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In China, Baidu has begun providing autonomous cabs at night

The Chinese internet behemoth Baidu, well renowned for its search engines, is making significant progress in the field of autonomous vehicles.

The public will be able to use its robotaxis in Wuhan between 7 am and 11 pm starting this week without safety drivers in the drivers’ seats. Its unmanned vehicles could previously only be used in the city from 9 am to 5 pm. In some sections of Wuhan, a city of more than 10 million people, the upgraded program is anticipated to cover one million subscribers.

In contrast to Tesla’s vision-based approach, Baidu uses a variety of third-party cameras, radars, and lidars to assist its cars see better in low-visibility situations.

Baidu began providing completely autonomous robotaxi rides in August, charging customers the same as a taxi. The company’s robotaxi hailing app, Apollo Go, completed more than 474,000 rides in Q3, increasing 311% from the previous quarter. As of Q3, Apollo Go had received more than 1.4 million orders overall.

That sounds like a potentially sizable source of income for Baidu, but one should be skeptical of such numbers and wonder how many of these trips are supported by discounts. How many of these are regular, daily routes rather than special rides that early adopters take for fun? Chinese robotaxi drivers frequently offer incentives to the public to ride in their vehicles in order to boost performance numbers.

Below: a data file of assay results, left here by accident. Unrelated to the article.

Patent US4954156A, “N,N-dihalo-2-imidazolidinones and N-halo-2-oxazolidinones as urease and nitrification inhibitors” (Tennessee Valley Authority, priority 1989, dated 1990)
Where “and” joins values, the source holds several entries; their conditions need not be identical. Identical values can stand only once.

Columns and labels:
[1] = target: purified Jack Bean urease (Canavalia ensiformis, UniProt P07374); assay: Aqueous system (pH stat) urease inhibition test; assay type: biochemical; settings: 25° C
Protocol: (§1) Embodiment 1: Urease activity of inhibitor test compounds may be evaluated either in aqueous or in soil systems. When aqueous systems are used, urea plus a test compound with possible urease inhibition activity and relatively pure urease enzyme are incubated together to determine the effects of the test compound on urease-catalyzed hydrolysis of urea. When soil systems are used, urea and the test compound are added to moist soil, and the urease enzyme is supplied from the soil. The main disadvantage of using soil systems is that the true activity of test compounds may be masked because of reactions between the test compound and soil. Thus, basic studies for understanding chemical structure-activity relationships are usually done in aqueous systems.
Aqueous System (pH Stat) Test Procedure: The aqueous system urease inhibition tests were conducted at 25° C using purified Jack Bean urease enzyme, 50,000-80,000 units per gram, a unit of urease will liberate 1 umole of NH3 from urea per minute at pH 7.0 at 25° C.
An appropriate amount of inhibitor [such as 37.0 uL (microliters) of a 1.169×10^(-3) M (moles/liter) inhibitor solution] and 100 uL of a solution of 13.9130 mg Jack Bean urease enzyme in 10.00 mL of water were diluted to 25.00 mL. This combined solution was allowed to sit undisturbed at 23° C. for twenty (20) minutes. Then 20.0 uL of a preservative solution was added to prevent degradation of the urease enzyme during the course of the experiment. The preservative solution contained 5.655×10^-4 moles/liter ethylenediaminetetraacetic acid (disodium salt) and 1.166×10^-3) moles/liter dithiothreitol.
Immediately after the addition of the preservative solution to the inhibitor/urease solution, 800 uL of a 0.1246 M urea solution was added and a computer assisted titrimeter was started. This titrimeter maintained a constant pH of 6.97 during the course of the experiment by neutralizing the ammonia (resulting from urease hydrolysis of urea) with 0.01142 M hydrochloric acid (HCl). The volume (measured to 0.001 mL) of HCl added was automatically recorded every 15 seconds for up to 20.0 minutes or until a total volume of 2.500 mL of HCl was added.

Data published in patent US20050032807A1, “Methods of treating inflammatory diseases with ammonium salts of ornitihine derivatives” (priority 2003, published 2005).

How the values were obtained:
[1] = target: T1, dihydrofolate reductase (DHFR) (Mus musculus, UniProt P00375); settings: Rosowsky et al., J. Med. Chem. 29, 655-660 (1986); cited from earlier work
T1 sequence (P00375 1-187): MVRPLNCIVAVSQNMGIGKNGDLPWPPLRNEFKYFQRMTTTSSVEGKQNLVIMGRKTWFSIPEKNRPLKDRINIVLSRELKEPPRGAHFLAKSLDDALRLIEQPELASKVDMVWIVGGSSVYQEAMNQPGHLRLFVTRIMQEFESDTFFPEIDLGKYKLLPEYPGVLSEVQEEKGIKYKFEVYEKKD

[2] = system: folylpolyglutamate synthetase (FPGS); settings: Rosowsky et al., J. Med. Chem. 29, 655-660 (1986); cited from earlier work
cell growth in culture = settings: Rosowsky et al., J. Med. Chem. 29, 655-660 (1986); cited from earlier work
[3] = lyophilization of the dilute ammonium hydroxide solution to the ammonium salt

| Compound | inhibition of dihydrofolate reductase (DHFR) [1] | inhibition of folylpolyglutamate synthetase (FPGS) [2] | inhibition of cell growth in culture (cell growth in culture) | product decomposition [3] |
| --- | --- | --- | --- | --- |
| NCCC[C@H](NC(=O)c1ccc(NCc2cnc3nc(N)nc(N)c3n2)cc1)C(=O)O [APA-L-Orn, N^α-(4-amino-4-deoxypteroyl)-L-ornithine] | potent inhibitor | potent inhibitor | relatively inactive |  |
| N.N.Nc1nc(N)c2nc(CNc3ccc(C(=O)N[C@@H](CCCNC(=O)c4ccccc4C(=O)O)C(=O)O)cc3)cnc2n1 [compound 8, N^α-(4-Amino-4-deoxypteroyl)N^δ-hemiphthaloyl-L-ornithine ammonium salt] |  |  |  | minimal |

It’s also difficult to say at this point which of China’s robotaxi startups is in the lead. Their ability to expand is reliant on their relationship with the community in which they are based; major cities frequently have the authority to enact certain local laws.

Autonomous driving is receiving enthusiastic backing from local authorities around the country as one of the few remaining consumer internet areas with significant growth potential. As an illustration, Wuhan, a major industrial city in central China, was among the first places in the nation to permit the use of robotaxis for public transportation without the need for in-car safety operators. And now, even during the darkest hours of the night, the city seems to be okay with autonomous automobiles driving around.

Even putting aside a healthy dosage of skepticism, Baidu has made significant efforts to hasten the arrival of the self-driving future. Its visual-language model for distinguishing novel or uncommon things in long-tail settings is one of the moats it is building. Wenxin, the same substantial model that supports its text-to-image art platform, is supporting the AI.

According to a prior statement from Baidu, “The model will allow autonomous vehicles to swiftly understand an unseen object, such as special vehicle (fire truck, ambulance) recognition, plastic bag misdetection, and others.” Additionally, Baidu’s autonomous driving perception model, a sub-model of the WenXin Big Model, is able to significantly increase the generalization potential of autonomous driving perception by utilizing more than 1 billion parameters.

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